There are a couple routes that Netflix could take here. Based on the events of the Friends incident, it seems that evidence of enough popular demand has the power to save a program. If Netflix could get this intensive audience support, they could likely work out deals to keep this crucial content that keeps audiences loyal. However, the reaction would likely have to be pretty much on par with what it was for the Friends removal, and Netflix probably doesn’t want to wait until the official announcement of an item’s removal to see if it can rally enough support to keep it around.

But, what Netflix could and hopefully will do is see which items are bringing in the most views and fight to keep the licensing rights to those programs that are at risk of being removed in favor of another service. This seems like a fairly obvious tactic for the platform to have that they like are pursuing in some form, and like one that shouldn’t need to be iterated, but then again, that didn’t seem to be the case with Friends.

There is, unfortunately, one major issue with this. The Friends deal has created a precedent, and networks with the rights to those other highly desirable programs will now be negotiating big bucks in order to continue licensing out their shows. This will result in higher subscription costs for users, not to mention it’s simply impossible for Netflix to pay eight or nine figures for every show they want to keep — on a non-exclusive basis at that, meaning other services will still be able to obtain the show, as well.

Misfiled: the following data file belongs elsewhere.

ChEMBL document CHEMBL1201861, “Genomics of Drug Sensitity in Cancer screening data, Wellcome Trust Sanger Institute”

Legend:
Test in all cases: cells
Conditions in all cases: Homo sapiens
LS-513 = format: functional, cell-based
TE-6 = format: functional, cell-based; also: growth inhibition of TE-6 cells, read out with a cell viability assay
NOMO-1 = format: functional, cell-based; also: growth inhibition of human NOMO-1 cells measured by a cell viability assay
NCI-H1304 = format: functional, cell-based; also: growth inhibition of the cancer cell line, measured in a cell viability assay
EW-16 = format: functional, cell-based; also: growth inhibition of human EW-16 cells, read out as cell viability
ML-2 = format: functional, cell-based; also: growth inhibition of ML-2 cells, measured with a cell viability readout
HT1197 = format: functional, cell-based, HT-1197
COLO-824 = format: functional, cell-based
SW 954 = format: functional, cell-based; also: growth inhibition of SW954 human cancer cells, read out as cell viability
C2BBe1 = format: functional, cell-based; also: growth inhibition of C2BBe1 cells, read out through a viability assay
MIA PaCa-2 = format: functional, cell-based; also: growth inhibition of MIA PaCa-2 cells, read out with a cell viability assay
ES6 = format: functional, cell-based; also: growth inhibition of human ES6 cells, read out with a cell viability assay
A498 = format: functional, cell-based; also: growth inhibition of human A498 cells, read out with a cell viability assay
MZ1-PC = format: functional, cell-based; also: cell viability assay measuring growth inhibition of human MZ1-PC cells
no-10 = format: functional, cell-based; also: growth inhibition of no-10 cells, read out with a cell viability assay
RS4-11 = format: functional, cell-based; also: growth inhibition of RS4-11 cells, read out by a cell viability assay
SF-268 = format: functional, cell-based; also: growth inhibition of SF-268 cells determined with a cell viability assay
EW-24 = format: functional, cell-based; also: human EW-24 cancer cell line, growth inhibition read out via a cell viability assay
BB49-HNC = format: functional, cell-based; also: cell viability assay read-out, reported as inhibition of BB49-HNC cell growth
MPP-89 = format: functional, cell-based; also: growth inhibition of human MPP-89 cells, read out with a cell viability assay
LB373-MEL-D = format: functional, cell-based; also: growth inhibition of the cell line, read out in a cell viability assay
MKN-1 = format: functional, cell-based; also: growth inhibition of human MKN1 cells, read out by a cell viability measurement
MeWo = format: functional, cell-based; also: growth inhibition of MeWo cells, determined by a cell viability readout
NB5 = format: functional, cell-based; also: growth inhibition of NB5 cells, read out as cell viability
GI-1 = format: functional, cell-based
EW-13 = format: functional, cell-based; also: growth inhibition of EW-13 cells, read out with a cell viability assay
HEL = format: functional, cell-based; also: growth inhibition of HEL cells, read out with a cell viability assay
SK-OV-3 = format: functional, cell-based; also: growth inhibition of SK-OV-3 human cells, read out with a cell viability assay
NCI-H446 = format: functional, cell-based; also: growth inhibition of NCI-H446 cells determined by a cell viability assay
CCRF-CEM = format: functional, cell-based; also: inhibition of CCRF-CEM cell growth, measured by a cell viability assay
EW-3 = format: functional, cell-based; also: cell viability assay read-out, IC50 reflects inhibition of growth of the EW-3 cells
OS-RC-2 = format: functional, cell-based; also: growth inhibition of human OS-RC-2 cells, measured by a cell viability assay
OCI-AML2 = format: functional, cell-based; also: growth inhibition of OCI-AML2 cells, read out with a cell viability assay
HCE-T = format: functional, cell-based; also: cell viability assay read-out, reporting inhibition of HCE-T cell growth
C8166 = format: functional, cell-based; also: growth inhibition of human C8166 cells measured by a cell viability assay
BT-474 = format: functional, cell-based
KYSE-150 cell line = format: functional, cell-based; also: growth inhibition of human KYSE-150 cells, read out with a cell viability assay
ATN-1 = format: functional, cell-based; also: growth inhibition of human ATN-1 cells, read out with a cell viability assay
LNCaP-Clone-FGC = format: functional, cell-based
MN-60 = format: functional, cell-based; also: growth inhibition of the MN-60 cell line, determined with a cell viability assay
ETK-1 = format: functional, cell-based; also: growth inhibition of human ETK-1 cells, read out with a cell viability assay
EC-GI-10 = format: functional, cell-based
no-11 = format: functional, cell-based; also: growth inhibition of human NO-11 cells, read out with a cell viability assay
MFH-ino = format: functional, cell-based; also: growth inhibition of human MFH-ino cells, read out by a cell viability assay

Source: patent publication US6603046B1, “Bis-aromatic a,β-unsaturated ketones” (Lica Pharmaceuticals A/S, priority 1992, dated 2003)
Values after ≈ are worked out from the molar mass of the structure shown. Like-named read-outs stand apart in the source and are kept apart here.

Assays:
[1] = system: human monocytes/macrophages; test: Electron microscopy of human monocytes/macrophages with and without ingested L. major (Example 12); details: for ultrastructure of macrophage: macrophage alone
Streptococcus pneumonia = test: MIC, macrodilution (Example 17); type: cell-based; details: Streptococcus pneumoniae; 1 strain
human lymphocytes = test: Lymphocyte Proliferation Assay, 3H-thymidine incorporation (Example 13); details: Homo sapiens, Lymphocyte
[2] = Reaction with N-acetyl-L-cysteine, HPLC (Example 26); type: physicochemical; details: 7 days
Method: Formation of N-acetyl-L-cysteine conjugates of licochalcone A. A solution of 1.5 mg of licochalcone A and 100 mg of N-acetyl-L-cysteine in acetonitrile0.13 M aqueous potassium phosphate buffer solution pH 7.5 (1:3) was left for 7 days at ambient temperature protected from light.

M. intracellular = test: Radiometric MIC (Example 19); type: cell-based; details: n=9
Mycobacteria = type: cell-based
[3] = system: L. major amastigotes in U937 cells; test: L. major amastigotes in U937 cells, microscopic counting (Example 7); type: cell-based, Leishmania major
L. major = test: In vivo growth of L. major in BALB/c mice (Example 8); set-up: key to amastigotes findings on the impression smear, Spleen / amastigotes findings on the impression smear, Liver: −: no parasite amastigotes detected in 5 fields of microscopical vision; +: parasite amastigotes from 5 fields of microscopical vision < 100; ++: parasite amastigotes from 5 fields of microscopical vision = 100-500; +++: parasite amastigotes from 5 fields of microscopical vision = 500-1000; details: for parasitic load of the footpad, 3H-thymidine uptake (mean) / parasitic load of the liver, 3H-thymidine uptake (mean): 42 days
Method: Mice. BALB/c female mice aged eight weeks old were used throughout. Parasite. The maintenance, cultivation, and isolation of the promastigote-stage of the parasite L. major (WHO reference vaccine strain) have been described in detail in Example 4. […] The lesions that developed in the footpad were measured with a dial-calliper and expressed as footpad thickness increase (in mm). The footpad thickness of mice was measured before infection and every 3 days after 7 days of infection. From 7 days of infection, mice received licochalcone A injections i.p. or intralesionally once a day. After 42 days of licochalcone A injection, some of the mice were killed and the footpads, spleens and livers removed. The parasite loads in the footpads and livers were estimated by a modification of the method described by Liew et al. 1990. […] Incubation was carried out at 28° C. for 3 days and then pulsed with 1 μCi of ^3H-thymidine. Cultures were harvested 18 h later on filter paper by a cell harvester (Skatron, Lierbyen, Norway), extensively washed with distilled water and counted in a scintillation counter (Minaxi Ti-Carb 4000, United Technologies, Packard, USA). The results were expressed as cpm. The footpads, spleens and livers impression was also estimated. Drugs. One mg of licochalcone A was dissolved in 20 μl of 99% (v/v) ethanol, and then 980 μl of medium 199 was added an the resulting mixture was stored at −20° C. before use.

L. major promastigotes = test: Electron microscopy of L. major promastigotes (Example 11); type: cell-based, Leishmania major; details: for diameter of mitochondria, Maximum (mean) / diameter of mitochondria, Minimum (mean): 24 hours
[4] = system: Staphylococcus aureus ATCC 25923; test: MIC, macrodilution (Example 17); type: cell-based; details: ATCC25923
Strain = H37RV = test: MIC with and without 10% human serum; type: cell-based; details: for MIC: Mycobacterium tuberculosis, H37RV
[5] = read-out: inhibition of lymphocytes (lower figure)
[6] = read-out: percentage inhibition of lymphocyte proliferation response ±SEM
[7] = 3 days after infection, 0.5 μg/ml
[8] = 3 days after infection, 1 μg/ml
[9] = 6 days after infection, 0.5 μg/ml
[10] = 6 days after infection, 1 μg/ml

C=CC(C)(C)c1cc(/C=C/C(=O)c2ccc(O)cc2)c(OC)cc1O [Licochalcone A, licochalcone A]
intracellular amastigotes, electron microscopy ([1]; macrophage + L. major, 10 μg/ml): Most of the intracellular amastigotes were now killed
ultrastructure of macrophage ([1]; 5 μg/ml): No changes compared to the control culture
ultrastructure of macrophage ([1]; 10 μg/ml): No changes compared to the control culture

The other major option for the service is to potentially lose a chunk of its staple content, but to replace it with suitable alternatives. One way this could take form is through Netflix’s own original content. Several of its original films and series have been hits and have become incentives to subscribe to the service in themselves — shows like Stranger Things and Black Mirror being examples. This could be a good path to take, so long as the content stays fairly consistent in terms of quality.

Another way to do this would be to acquire rights to other external media that is similar enough to what becomes lost. They could be items that rack up a similar demographic, as well as hold roughly equal popularity. If, for example, Friends was to leave Netflix, a suitable replacement could be a show like Seinfeld or The Big Bang Theory (given, of course, that the rights to these shows could be acquired).

The second option is likely the most feasible, and this is largely due to the decision made by Netflix to keep Friends. It’s going to prove much more difficult for Netflix to hold onto shows at a reasonable price in the future, and in order to save this one, they may end up losing several others, which will be far more detrimental to the platform. Most audiences don’t subscribe to the service just for Friends, but the loss of a few staple shows might be enough to make users switch over to a new one.

The decision to hold onto Friends may have seemed the most logical choice in the moment, but considering the contract extension only lasts a year and doesn’t even give Netflix exclusive rights, it might have been a stronger long-term decision to let Friends go. Optimistically, Netflix will find a way to continue thriving as a leading streaming service despite the ongoing and rapid changes that are currently developing in the industry.

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I write about film and occasionally other stuff. Xavier Dolan enthusiast. Trying to read books before seeing their film adaptations and sometimes succeeding.